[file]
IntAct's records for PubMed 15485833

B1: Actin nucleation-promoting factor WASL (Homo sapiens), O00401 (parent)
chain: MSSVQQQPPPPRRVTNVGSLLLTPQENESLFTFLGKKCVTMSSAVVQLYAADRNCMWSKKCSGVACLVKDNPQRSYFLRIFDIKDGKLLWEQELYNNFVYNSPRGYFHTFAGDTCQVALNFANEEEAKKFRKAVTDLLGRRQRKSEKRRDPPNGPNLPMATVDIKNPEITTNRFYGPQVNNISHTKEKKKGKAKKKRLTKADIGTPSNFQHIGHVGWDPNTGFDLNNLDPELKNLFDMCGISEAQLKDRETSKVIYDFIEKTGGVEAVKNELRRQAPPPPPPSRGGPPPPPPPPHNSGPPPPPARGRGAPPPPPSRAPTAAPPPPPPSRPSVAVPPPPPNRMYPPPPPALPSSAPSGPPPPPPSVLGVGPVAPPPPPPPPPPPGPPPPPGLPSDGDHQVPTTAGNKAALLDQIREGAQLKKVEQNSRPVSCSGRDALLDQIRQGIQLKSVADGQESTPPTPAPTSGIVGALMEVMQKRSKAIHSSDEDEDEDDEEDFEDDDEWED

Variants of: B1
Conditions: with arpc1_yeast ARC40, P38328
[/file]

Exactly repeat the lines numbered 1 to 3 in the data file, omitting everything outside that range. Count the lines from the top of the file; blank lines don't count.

IntAct's records for PubMed 15485833

B1: Actin nucleation-promoting factor WASL (Homo sapiens), O00401 (parent)
chain: MSSVQQQPPPPRRVTNVGSLLLTPQENESLFTFLGKKCVTMSSAVVQLYAADRNCMWSKKCSGVACLVKDNPQRSYFLRIFDIKDGKLLWEQELYNNFVYNSPRGYFHTFAGDTCQVALNFANEEEAKKFRKAVTDLLGRRQRKSEKRRDPPNGPNLPMATVDIKNPEITTNRFYGPQVNNISHTKEKKKGKAKKKRLTKADIGTPSNFQHIGHVGWDPNTGFDLNNLDPELKNLFDMCGISEAQLKDRETSKVIYDFIEKTGGVEAVKNELRRQAPPPPPPSRGGPPPPPPPPHNSGPPPPPARGRGAPPPPPSRAPTAAPPPPPPSRPSVAVPPPPPNRMYPPPPPALPSSAPSGPPPPPPSVLGVGPVAPPPPPPPPPPPGPPPPPGLPSDGDHQVPTTAGNKAALLDQIREGAQLKKVEQNSRPVSCSGRDALLDQIRQGIQLKSVADGQESTPPTPAPTSGIVGALMEVMQKRSKAIHSSDEDEDEDDEEDFEDDDEWED